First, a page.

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 grafting kiwis 
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Joined: Sun May 15, 2005 10:57 am
Posts: 1406
Location: Portland, OR
Post grafting kiwis
Viron, in response to your question, I have grafted many kiwis this year after checking on the web last year to make sure that it was doable.

My motivation was varied. I had several male hardy kiwis that I had propagated as cuttings from my "mother plant" over the years as a process of pruning. I had been pollinating successfully with an artist's paint brush, due to kiwis apparently unattractive pollen. I thought it would be easier and more effective for bees if they were on the same plant. I had had problems growing fuzzy kiwi from cuttings, and I had had some die.

I had also heard that a fuzzy kiwi plant takes many, many years to bear fruit. It apparently often breaks the trellis you build for it, and then you get 300 pounds of fruit. I don't need to eat that much. To tell you the truth I should probably lose a few pounds. By grafting fuzzy on hardy, I can get a smaller plant that comes to fruit earlier and is hardier. I also wanted to get several varieties of kiwi . There are approximately 125 varieties of edible kiwi.

I have grafted several kiwis. I grafted 2 types of fuzzy onto the hardy and they both took. I also grafted on Ken's red, which is a different species of hardy kiwi. I also grafted ANNA female kiwi, so I have a variety. Even one of the ones that was bleeding excessively took, which pleased me. The vast majority have clearly already taken, although there were a few of each kind that have not taken yet and may not take. I have seven plants of hardy kiwi, but I plan to take at least one to school for the school garden of which I am in charge.

I also think that in this day and age, not everyone lives on a farm in the Willamette Valley. More and more fruit enthusiasts will live on small lots with large houses, and so will probably want to take up only a little space. I am fired up to see how they will grow. I will keep you informed on this and I plan to write another article in a few months for the Pome News about my experiments with grafting, volume two.
john S.

Sat Apr 21, 2007 9:59 pm

Joined: Thu Jan 27, 2005 11:27 pm
Posts: 1188
Location: Yamhill County, Oregon
John, thanks for answering - I am fascinated! But afraid my questions might preempt your next article..? I'm surprised anyone buys Hardy Kiwi, they're so easy to start from pruned cuttings... And come to think of it, I'm not sure if I know anyone who's started a Fuzzy that way? So, you're using hardy K’s as dwarfing rootstock for the Fuzzy's, with the size limiting effects, as well as earlier ripening characteristics (like "It feels like I’m gonna die - so I'd better hurry up and make some seed!) of restricting rootstock..?

I’m glad you mentioned smaller yards, if larger, more shading houses. Both Fuzzy and Hardy Kiwi should work wonderful with their roots and 'trunks' shaded by a deck, and their fruiting tendrils trained over a handsome trellis. Shade would conserve the moisture around their mulch-loving roots, and perhaps retard their tendency to send up sap with late winter sun directly on their trunks ... whereas you could train the upper vine in any direction, utilizing a sunny spot to its fullest. I haven't always lived with acreage... I grew up between houses in Portland, where my Dad kept bees in our tiny back yard!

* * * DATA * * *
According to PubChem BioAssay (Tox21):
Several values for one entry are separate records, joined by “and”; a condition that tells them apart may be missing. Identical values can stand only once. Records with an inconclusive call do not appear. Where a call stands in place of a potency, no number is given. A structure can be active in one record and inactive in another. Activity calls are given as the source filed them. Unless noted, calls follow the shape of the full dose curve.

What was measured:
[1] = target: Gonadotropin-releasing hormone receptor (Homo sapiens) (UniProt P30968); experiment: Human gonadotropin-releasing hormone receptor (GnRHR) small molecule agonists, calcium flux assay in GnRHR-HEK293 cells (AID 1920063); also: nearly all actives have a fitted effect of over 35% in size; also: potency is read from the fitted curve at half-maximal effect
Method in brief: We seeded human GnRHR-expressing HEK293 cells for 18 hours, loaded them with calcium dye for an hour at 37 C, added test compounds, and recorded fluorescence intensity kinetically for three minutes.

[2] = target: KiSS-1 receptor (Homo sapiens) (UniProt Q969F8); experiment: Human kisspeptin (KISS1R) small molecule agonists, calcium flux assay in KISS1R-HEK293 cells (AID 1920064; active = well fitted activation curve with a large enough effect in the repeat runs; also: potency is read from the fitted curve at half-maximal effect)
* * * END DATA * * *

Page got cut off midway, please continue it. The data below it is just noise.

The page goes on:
Your 'experiments' may be cutting edge, or not, but they're the first I've heard of this grafted combo. I've had my Fuzzy's around 8 years, and don't remember how long until they fruited, but don't think it was over 3 or 4 years - which is sooner than some apples. As I'd read the same about them 'taking over' - and setting hundreds of pounds of fruit :shock: -- not if you stay on them! It took awhile, likely due to such conflicting recommendations, to figure out their care, but I've since learned their ways. And much of what I read turned out to be wrong.

What I've learned about Fuzzy Kiwi is to leave their established fruit producing 'vines,' selectively (if occasionally) 'replacing' a couple with a well placed (8 foot long) 'sprout.' They develop what I'd best describe as 'fruit spurs,' and will set fruit from the same set of spurs year after year. As far as those “hundreds of pounds of fruit”... thin it! And just like an apple tree, some years the set is too much, some too little, and like last year (for me) – just right!

I'd mentioned transplanting an Anna Hardy from my Uncle this winter; it's looking great. It will be competing with a start of the same he'd given me a couple years ago that's not near as large... sooo, with your experience in grafting them, I may use it as 'rootstock' for... a Ken's red..? Anyway, I hope you describe the time of year, type of grafts, and any quirks you’ve discovered ... or can I simply search "grafting Kiwi" and find more-than-I-can-digest on the subject..? ...I think I'll wait for you!

Temperate Orchard Convservancy:

Sat Apr 21, 2007 11:40 pm

Joined: Sun May 15, 2005 10:57 am
Posts: 1406
Location: Portland, OR
Post kiwi grafting
Sorry, I tried to respond a few days ago but it looks like it didn't "take".

All of the grafts were tongue and groove, done in the Spring.
I tried to time the graft to get it just before the tree buds out, so it is different for quince, flowering quince, hawthorne, medlar, apple, aronia, shipova, etc.

The other reasons to graft fuzzy kiwi onto hardy kiwi is because it is hardier, and because it makes a smaller plant. For most people, they have limited space period.

Most of the plants took, and it looks like they are really taking for good. I'll leave the final results for The POME NEWS article> .
John S

Mon Apr 30, 2007 6:13 pm
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